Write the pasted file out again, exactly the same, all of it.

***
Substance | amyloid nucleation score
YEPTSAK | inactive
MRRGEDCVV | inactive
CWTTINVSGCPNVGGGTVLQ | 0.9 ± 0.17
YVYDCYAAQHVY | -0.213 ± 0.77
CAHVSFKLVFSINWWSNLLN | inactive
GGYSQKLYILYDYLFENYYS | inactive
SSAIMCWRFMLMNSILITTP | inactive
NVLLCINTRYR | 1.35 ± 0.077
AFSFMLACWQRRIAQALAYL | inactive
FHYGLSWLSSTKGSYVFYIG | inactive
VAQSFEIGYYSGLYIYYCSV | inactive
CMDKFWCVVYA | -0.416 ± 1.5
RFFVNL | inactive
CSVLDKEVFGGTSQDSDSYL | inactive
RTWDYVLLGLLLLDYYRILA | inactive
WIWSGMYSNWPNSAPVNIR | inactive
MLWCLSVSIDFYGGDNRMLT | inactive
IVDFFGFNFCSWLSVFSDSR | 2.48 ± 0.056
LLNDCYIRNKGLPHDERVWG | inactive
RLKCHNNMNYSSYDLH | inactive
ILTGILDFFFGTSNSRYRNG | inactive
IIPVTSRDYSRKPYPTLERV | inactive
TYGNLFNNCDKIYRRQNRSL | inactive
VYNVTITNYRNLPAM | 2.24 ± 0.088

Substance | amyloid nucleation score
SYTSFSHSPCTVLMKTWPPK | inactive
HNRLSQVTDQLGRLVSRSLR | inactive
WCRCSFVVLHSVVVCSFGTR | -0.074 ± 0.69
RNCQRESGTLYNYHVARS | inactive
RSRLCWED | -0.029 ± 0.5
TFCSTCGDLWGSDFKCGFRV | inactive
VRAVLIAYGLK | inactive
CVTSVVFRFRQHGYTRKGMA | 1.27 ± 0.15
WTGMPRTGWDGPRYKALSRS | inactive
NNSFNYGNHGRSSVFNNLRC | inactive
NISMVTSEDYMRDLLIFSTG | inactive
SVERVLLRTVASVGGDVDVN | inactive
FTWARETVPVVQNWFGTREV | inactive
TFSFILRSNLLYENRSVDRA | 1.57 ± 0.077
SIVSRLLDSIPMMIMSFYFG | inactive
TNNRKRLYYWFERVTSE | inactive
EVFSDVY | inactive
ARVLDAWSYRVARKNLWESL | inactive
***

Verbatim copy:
Substance | amyloid nucleation score
YEPTSAK | inactive
MRRGEDCVV | inactive
CWTTINVSGCPNVGGGTVLQ | 0.9 ± 0.17
YVYDCYAAQHVY | -0.213 ± 0.77
CAHVSFKLVFSINWWSNLLN | inactive
GGYSQKLYILYDYLFENYYS | inactive
SSAIMCWRFMLMNSILITTP | inactive
NVLLCINTRYR | 1.35 ± 0.077
AFSFMLACWQRRIAQALAYL | inactive
FHYGLSWLSSTKGSYVFYIG | inactive
VAQSFEIGYYSGLYIYYCSV | inactive
CMDKFWCVVYA | -0.416 ± 1.5
RFFVNL | inactive
CSVLDKEVFGGTSQDSDSYL | inactive
RTWDYVLLGLLLLDYYRILA | inactive
WIWSGMYSNWPNSAPVNIR | inactive
MLWCLSVSIDFYGGDNRMLT | inactive
IVDFFGFNFCSWLSVFSDSR | 2.48 ± 0.056
LLNDCYIRNKGLPHDERVWG | inactive
RLKCHNNMNYSSYDLH | inactive
ILTGILDFFFGTSNSRYRNG | inactive
IIPVTSRDYSRKPYPTLERV | inactive
TYGNLFNNCDKIYRRQNRSL | inactive
VYNVTITNYRNLPAM | 2.24 ± 0.088

Substance | amyloid nucleation score
SYTSFSHSPCTVLMKTWPPK | inactive
HNRLSQVTDQLGRLVSRSLR | inactive
WCRCSFVVLHSVVVCSFGTR | -0.074 ± 0.69
RNCQRESGTLYNYHVARS | inactive
RSRLCWED | -0.029 ± 0.5
TFCSTCGDLWGSDFKCGFRV | inactive
VRAVLIAYGLK | inactive
CVTSVVFRFRQHGYTRKGMA | 1.27 ± 0.15
WTGMPRTGWDGPRYKALSRS | inactive
NNSFNYGNHGRSSVFNNLRC | inactive
NISMVTSEDYMRDLLIFSTG | inactive
SVERVLLRTVASVGGDVDVN | inactive
FTWARETVPVVQNWFGTREV | inactive
TFSFILRSNLLYENRSVDRA | 1.57 ± 0.077
SIVSRLLDSIPMMIMSFYFG | inactive
TNNRKRLYYWFERVTSE | inactive
EVFSDVY | inactive
ARVLDAWSYRVARKNLWESL | inactive